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Free Hamiltonian problem for relativistic mechanics

  1. Oct 9, 2012 #1
    I need to elaborate the equation ,and need to know what is the physical significance and how matrices will manipulate in the equation $$
    \hat{H} = (\hat{\tau_3}+i\hat{\tau_2})\frac{\hat{p}^2}{2m_0}+ \hat{\tau_3}m_0 c^2 = \frac{\hat{p}^2}{2m_0}
    \left| \begin{array}{ccc}
    1 & 1 \\
    -1 & -1 \\
    \end{array}\right| \frac{\hat{p}^2}{2m_0} + \left| \begin{array}{ccc}
    1 & 0 \\
    0 & -1 \\
    \end{array}\right| m_0 c^2
    $$

    Where $$\tau_1 , \tau_2,\tau_3
    $$ are Pauli matrices and Hamiltonian comes from "Schrodinger form of the free Klein_Gordon equation
    And also why did we added Pauli matrices in the free Hamiltonian ?
     
  2. jcsd
  3. Oct 10, 2012 #2

    Bill_K

    User Avatar
    Science Advisor

    This equation arises from trying to make the second-order Klein-Gordon Equation look like the first-order Dirac Equation. Define a matrix Ψ = (u v) where u = φ - iħ/mc2 ∂φ/∂t and v = φ + iħ/mc2 ∂φ/∂t. Then Ψ obeys a matrix Schrodinger Equation, iħ∂Ψ/∂t = HΨ where the matrix Hamiltonian H is what you have written. Expressing it in terms of Pauli matrices is just for convenience.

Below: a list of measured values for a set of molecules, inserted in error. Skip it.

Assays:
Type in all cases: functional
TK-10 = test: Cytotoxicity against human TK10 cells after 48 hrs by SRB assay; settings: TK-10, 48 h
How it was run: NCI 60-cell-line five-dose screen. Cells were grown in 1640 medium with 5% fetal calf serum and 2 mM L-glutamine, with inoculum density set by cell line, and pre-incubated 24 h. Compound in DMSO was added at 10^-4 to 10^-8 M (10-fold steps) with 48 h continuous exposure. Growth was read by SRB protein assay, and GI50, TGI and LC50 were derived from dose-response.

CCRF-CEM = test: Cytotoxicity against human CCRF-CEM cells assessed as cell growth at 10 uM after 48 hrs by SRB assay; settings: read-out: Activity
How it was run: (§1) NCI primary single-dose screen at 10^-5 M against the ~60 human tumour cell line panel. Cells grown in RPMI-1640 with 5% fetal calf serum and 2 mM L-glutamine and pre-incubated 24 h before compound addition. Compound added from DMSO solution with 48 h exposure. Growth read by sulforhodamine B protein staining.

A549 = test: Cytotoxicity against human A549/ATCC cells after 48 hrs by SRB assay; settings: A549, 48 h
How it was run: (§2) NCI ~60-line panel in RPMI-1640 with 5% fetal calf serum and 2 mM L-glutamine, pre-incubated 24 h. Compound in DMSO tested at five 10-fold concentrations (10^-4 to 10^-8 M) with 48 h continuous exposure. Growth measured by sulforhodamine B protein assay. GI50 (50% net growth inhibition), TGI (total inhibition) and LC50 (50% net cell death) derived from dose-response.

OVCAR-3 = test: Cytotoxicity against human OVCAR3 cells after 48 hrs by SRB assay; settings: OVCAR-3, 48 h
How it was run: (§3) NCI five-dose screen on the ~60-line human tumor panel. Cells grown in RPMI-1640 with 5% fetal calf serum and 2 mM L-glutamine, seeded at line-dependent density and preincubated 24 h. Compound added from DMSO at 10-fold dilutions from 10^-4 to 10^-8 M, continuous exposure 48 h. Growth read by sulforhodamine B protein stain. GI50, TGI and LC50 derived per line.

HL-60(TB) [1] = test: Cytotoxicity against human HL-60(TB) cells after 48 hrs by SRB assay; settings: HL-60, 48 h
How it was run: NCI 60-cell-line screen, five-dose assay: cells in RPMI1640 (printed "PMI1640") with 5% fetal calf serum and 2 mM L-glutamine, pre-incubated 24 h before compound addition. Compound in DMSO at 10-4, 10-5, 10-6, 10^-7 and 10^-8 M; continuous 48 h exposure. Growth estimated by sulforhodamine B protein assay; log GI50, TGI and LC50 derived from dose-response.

The problem is that H is not Hermitian due to the iτ2 term. What Feshbach and Villars did to fix this was again by analogy with the Dirac Equation. In the Dirac Equation we modified the definition of the adjoint, and instead of ψ† we use ψ ≡ ψ†γ0. Here we use φ ≡ φ†τ3. In terms of this "metric" the norm of ψ is (ψ, ψ) ≡ ∫φ†τ3φ d3x = ∫(u*u - v*v) d3x = iħ/mc2 ∫ (φ* ∂φ/∂t - ∂φ*/∂t φ) d3x, which is the familiar conserved quantity.
     
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